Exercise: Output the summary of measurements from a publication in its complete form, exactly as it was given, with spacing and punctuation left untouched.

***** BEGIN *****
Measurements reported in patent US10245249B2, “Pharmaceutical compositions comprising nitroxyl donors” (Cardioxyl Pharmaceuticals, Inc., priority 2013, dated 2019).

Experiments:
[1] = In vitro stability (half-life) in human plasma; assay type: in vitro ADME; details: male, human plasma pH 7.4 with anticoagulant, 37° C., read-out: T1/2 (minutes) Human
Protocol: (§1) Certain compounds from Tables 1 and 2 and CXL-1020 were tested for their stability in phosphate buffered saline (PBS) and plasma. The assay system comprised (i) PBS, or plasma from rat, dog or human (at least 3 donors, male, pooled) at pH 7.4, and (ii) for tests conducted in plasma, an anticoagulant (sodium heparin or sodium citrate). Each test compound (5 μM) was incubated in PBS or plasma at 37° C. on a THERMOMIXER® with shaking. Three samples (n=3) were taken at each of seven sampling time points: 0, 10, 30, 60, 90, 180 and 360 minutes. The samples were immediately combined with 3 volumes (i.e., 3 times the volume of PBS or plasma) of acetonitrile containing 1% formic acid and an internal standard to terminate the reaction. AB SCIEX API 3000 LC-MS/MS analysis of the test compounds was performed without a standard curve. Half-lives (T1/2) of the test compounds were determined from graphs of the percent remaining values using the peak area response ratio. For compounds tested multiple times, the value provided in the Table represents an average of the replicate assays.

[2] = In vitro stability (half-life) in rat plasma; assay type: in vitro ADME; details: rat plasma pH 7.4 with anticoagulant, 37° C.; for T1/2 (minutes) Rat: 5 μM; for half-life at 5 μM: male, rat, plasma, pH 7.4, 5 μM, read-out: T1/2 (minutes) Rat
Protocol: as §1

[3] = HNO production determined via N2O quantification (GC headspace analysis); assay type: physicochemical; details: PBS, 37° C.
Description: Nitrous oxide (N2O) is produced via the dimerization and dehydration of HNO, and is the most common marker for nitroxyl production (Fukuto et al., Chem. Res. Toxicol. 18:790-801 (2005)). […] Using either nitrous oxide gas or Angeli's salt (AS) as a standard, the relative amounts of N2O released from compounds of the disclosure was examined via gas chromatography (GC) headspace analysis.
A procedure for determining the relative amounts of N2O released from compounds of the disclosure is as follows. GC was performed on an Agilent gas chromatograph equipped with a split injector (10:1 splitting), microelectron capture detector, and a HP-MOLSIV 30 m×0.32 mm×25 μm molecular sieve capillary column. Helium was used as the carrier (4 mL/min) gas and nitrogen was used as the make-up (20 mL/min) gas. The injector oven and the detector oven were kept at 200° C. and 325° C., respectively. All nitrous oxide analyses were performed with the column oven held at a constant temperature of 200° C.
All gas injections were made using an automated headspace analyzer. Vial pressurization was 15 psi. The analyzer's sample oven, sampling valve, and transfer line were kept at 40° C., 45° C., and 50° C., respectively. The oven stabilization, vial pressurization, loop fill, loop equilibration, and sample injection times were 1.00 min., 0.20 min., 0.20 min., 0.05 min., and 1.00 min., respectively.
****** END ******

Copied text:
Measurements reported in patent US10245249B2, “Pharmaceutical compositions comprising nitroxyl donors” (Cardioxyl Pharmaceuticals, Inc., priority 2013, dated 2019).

Experiments:
[1] = In vitro stability (half-life) in human plasma; assay type: in vitro ADME; details: male, human plasma pH 7.4 with anticoagulant, 37° C., read-out: T1/2 (minutes) Human
Protocol: (§1) Certain compounds from Tables 1 and 2 and CXL-1020 were tested for their stability in phosphate buffered saline (PBS) and plasma. The assay system comprised (i) PBS, or plasma from rat, dog or human (at least 3 donors, male, pooled) at pH 7.4, and (ii) for tests conducted in plasma, an anticoagulant (sodium heparin or sodium citrate). Each test compound (5 μM) was incubated in PBS or plasma at 37° C. on a THERMOMIXER® with shaking. Three samples (n=3) were taken at each of seven sampling time points: 0, 10, 30, 60, 90, 180 and 360 minutes. The samples were immediately combined with 3 volumes (i.e., 3 times the volume of PBS or plasma) of acetonitrile containing 1% formic acid and an internal standard to terminate the reaction. AB SCIEX API 3000 LC-MS/MS analysis of the test compounds was performed without a standard curve. Half-lives (T1/2) of the test compounds were determined from graphs of the percent remaining values using the peak area response ratio. For compounds tested multiple times, the value provided in the Table represents an average of the replicate assays.

[2] = In vitro stability (half-life) in rat plasma; assay type: in vitro ADME; details: rat plasma pH 7.4 with anticoagulant, 37° C.; for T1/2 (minutes) Rat: 5 μM; for half-life at 5 μM: male, rat, plasma, pH 7.4, 5 μM, read-out: T1/2 (minutes) Rat
Protocol: as §1

[3] = HNO production determined via N2O quantification (GC headspace analysis); assay type: physicochemical; details: PBS, 37° C.
Description: Nitrous oxide (N2O) is produced via the dimerization and dehydration of HNO, and is the most common marker for nitroxyl production (Fukuto et al., Chem. Res. Toxicol. 18:790-801 (2005)). […] Using either nitrous oxide gas or Angeli's salt (AS) as a standard, the relative amounts of N2O released from compounds of the disclosure was examined via gas chromatography (GC) headspace analysis.
A procedure for determining the relative amounts of N2O released from compounds of the disclosure is as follows. GC was performed on an Agilent gas chromatograph equipped with a split injector (10:1 splitting), microelectron capture detector, and a HP-MOLSIV 30 m×0.32 mm×25 μm molecular sieve capillary column. Helium was used as the carrier (4 mL/min) gas and nitrogen was used as the make-up (20 mL/min) gas. The injector oven and the detector oven were kept at 200° C. and 325° C., respectively. All nitrous oxide analyses were performed with the column oven held at a constant temperature of 200° C.
All gas injections were made using an automated headspace analyzer. Vial pressurization was 15 psi. The analyzer's sample oven, sampling valve, and transfer line were kept at 40° C., 45° C., and 50° C., respectively. The oven stabilization, vial pressurization, loop fill, loop equilibration, and sample injection times were 1.00 min., 0.20 min., 0.20 min., 0.05 min., and 1.00 min., respectively.